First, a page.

I caught my first bus home, and transferred at a busy station. It was pouring, and we were under a tornado warning, I believe. I got onto the second bus, and when the driver reached the approximate location of my stop, she said “I’ll just drop you off over here.” The chosen spot left me disoriented, since I didn’t really know my way around yet. I wandered for ages through rain and wind. Normally rain doesn’t bother me much, but this rain was unusually cold, for July anyway, and it was really coming down. I was hopelessly lost, though I knew I was only a few blocks from my destination. The GPS was no help. My phone was nearly dead, and in any case my fingers were so wet and cold that I couldn’t get the screen to work (this was before I had Siri). I knew that, had I been sighted, this day would have gone a lot differently.

The dreary end: I ended up standing in some stranger’s yard, hiding under a tree, bawling my eyes out and getting soaked. The stranger was kind, and drove me home (yes, I got into a stranger’s car—sue me). I got in the door (wringing out my skirt as I did so), went upstairs to my room, and curled in a ball to cry. That day, like many days, I was so done with being blind.

Most of my “bad blind days” aren’t nearly as dramatic as all that. Usually it’s little things, like getting somewhat lost, calling cabs to go to an unfamiliar place, fighting stupid stereotypes, and generally getting people to treat me normally. We all have them. So why don’t I like talking about them?

I’m very free with blind friends. They’ve all gone through what I have, so we can share our frustrations without inviting negative perceptions, seeming whiny, or killing people’s buzz. Yet I have difficulty talking to sighted people about days like this. Maybe it’s because I feel ashamed: after all, blindness isn’t so bad. Many people have it far worse, so what am I grumbling about? Maybe it’s because I feel very slightly unsafe—as though anything I say will be twisted out of context. I don’t want one bad day to make people think my life is always confusing and frustrating. Maybe it’s because I’m a generally upbeat person, and I only feel safe venting to a select few.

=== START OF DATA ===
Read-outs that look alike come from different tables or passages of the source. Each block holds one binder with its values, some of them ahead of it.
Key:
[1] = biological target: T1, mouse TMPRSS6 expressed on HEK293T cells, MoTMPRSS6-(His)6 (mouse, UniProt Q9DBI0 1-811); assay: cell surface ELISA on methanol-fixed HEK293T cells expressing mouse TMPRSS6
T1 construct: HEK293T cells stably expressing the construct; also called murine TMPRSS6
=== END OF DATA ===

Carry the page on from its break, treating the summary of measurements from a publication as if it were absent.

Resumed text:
I’ve recently decided to change this. I was chatting with my fiancé Gregg about social media. He was pointing out that people hardly ever post negative things there, and when they do, it’s usually to gain sympathy (we’ve all done it, don’t shake your head) or shed positive light in a subtle way. Oh, look how brave I am, fighting adversity! Oh, look how desperately busy I am; I can hardly keep up (but I actually can, see?).

What you don’t see, he said, is people posting genuinely negative things that have happened to them, without any intention of garnering sympathy or making themselves look good in crafty ways. “Maybe,” he continued, “posting more negative, less self-congratulatory things will help everyone feel better about the bad stuff that happens to them.” I decided he had a point. Research has shown that people often feel depressed as they scroll through Facebook, because all they see are the good times everyone else is having. All they see are the successes. All they see, in essence, is how well everyone else is doing, and how badly they are doing in comparison. It never occurs to people that what you see on Facebook is carefully chosen, and that it doesn’t represent the whole. I’ve met people who had glittery, perky, and plucky Facebook lives. I thought they must be the happiest people in the world, with a million friends and so many successes. These are some of the unhappiest people I know, by the way; all you have to do is ask them how they’re really doing. I’ve often heard the following: “I have a thousand Facebook friends and no one to talk to.”